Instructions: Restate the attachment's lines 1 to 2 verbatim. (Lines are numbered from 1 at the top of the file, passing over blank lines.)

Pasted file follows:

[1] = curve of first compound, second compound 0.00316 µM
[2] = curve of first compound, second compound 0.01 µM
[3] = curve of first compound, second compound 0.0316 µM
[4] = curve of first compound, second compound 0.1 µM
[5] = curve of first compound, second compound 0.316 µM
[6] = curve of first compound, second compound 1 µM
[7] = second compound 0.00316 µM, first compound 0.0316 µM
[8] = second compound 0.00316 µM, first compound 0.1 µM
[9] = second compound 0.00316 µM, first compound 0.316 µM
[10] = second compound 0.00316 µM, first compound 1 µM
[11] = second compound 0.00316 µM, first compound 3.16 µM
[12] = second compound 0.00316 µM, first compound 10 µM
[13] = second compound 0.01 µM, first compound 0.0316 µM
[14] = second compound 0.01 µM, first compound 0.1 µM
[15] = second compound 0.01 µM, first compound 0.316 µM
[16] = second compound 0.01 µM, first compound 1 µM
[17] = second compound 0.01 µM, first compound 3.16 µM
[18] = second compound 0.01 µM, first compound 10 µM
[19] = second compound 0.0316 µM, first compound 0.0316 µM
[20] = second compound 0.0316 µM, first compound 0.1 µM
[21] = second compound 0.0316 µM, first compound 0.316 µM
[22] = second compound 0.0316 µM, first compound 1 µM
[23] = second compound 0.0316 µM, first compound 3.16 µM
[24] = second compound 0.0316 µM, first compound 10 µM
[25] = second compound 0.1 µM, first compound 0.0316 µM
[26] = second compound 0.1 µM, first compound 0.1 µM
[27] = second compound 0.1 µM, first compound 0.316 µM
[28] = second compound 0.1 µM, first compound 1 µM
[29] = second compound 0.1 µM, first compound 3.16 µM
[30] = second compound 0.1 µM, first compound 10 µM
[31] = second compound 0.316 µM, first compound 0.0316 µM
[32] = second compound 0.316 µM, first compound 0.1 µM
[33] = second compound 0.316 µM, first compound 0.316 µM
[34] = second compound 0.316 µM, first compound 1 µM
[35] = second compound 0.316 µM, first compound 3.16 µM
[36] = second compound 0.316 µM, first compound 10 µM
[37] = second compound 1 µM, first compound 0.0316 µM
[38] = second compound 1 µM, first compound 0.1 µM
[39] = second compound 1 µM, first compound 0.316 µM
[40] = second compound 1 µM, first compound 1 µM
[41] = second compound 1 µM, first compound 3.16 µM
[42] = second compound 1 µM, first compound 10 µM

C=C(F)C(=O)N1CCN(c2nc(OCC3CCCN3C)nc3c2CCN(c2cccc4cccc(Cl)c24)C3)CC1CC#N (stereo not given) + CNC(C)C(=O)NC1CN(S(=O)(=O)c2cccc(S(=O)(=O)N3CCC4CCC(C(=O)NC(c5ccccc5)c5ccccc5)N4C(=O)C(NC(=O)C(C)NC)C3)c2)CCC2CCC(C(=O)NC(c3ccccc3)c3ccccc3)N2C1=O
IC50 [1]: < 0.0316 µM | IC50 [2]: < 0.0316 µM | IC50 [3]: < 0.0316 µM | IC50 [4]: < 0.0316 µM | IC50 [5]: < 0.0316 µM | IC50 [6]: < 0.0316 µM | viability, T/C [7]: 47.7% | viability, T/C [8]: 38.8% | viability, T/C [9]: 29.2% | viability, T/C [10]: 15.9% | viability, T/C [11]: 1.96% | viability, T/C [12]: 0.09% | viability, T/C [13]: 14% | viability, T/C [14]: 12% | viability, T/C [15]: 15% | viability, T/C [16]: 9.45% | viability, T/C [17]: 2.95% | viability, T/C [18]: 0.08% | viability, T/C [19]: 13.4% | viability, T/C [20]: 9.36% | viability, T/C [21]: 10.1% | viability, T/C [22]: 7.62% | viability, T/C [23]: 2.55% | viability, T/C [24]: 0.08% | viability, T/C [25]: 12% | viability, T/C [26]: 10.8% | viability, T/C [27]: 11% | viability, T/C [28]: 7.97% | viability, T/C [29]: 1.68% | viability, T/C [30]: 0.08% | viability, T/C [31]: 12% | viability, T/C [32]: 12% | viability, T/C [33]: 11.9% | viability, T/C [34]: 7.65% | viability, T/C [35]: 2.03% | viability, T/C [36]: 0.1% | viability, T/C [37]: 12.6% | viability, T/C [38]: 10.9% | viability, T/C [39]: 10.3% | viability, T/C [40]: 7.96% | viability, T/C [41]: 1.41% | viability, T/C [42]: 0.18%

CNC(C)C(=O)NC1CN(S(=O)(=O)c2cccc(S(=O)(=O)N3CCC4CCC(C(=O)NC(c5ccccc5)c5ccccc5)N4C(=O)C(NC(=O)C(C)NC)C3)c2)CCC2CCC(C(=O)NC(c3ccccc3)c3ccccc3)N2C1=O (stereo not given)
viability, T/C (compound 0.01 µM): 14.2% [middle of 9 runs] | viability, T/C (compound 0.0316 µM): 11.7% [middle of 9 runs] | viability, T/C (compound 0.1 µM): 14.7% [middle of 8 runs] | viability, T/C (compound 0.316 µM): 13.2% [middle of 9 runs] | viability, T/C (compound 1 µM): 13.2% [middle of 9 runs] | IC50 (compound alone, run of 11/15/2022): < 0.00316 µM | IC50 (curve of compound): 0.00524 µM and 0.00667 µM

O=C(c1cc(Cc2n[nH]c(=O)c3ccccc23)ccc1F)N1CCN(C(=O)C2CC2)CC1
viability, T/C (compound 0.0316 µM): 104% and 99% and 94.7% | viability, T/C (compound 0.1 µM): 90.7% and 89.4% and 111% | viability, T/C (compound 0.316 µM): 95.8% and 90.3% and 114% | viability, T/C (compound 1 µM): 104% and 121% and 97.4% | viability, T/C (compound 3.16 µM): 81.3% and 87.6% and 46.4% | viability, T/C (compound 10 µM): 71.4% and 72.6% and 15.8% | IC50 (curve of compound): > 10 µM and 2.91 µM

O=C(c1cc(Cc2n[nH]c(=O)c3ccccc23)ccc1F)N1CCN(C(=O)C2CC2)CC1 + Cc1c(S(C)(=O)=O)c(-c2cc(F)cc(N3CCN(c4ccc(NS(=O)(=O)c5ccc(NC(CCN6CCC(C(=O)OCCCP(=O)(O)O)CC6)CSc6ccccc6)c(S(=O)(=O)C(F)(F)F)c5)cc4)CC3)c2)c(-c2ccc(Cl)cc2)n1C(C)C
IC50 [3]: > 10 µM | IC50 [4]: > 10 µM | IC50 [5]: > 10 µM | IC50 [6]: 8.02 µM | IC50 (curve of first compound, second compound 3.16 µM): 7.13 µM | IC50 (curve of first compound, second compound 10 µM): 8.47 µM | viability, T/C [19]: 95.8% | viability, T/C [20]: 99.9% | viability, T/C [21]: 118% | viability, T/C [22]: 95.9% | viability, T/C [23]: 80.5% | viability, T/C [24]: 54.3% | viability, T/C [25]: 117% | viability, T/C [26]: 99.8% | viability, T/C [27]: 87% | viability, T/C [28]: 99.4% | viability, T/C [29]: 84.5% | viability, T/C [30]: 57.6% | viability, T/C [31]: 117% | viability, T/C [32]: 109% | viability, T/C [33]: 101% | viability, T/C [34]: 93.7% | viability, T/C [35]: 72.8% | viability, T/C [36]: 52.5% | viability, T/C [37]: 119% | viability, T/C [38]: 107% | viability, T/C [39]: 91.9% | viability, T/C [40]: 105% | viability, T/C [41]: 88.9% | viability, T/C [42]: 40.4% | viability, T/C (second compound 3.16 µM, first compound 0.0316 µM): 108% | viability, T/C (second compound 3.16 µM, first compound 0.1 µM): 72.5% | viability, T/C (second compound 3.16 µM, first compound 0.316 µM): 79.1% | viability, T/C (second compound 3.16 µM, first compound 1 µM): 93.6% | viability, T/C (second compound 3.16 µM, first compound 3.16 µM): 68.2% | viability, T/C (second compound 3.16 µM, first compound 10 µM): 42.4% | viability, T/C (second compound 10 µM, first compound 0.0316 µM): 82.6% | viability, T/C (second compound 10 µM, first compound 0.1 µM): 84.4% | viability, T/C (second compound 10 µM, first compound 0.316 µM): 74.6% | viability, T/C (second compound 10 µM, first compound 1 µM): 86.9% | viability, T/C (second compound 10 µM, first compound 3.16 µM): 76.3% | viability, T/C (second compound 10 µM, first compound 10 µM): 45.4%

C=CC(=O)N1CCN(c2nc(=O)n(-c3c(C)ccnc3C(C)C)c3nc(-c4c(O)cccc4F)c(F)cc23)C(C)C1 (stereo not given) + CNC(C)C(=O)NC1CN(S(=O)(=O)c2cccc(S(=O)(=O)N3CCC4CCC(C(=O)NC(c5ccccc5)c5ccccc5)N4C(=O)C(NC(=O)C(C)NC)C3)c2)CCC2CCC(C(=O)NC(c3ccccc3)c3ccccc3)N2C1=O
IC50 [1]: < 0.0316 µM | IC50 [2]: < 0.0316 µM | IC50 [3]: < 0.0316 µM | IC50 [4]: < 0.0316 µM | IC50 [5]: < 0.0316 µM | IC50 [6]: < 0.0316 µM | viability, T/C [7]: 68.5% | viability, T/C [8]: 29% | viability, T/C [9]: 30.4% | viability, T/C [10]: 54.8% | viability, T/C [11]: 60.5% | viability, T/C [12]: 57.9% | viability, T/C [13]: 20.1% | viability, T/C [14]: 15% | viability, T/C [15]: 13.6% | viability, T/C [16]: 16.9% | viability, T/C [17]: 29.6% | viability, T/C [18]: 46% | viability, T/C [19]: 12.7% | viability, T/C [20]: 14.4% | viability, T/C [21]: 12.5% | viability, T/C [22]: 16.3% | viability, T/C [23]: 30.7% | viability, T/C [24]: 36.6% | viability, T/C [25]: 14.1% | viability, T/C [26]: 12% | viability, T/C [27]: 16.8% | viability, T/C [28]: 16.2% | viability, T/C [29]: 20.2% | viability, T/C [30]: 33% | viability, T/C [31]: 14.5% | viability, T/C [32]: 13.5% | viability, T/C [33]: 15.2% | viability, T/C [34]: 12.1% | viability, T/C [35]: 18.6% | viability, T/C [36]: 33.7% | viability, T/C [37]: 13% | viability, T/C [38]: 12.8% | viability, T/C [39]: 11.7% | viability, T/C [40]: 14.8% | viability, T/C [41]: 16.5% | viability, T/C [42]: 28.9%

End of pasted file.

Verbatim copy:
[1] = curve of first compound, second compound 0.00316 µM
[2] = curve of first compound, second compound 0.01 µM